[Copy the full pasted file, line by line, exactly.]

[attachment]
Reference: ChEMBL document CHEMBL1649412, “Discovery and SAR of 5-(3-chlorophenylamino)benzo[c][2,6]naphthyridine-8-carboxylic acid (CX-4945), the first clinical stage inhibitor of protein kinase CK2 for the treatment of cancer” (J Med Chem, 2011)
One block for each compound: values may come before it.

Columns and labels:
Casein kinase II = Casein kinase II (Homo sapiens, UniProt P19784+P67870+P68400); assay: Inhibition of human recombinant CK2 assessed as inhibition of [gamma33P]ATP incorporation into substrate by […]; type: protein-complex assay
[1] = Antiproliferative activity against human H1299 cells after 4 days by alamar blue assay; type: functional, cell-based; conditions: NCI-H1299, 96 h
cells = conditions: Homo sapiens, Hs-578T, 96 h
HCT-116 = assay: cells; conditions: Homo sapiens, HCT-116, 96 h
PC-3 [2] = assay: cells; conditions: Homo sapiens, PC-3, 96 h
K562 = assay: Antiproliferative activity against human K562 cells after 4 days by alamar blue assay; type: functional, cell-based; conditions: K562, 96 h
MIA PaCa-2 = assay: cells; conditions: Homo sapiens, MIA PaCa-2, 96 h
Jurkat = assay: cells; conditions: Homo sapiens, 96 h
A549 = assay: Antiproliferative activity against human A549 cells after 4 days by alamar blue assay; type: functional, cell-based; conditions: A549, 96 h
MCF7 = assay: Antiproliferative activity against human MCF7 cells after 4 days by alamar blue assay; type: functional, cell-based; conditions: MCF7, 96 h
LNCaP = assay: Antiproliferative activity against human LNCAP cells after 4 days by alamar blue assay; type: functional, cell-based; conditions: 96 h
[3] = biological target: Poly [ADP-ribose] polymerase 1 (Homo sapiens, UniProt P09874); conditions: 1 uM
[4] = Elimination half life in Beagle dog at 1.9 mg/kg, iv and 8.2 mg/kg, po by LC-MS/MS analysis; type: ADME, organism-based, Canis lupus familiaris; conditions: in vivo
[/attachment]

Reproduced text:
Reference: ChEMBL document CHEMBL1649412, “Discovery and SAR of 5-(3-chlorophenylamino)benzo[c][2,6]naphthyridine-8-carboxylic acid (CX-4945), the first clinical stage inhibitor of protein kinase CK2 for the treatment of cancer” (J Med Chem, 2011)
One block for each compound: values may come before it.

Columns and labels:
Casein kinase II = Casein kinase II (Homo sapiens, UniProt P19784+P67870+P68400); assay: Inhibition of human recombinant CK2 assessed as inhibition of [gamma33P]ATP incorporation into substrate by […]; type: protein-complex assay
[1] = Antiproliferative activity against human H1299 cells after 4 days by alamar blue assay; type: functional, cell-based; conditions: NCI-H1299, 96 h
cells = conditions: Homo sapiens, Hs-578T, 96 h
HCT-116 = assay: cells; conditions: Homo sapiens, HCT-116, 96 h
PC-3 [2] = assay: cells; conditions: Homo sapiens, PC-3, 96 h
K562 = assay: Antiproliferative activity against human K562 cells after 4 days by alamar blue assay; type: functional, cell-based; conditions: K562, 96 h
MIA PaCa-2 = assay: cells; conditions: Homo sapiens, MIA PaCa-2, 96 h
Jurkat = assay: cells; conditions: Homo sapiens, 96 h
A549 = assay: Antiproliferative activity against human A549 cells after 4 days by alamar blue assay; type: functional, cell-based; conditions: A549, 96 h
MCF7 = assay: Antiproliferative activity against human MCF7 cells after 4 days by alamar blue assay; type: functional, cell-based; conditions: MCF7, 96 h
LNCaP = assay: Antiproliferative activity against human LNCAP cells after 4 days by alamar blue assay; type: functional, cell-based; conditions: 96 h
[3] = biological target: Poly [ADP-ribose] polymerase 1 (Homo sapiens, UniProt P09874); conditions: 1 uM
[4] = Elimination half life in Beagle dog at 1.9 mg/kg, iv and 8.2 mg/kg, po by LC-MS/MS analysis; type: ADME, organism-based, Canis lupus familiaris; conditions: in vivo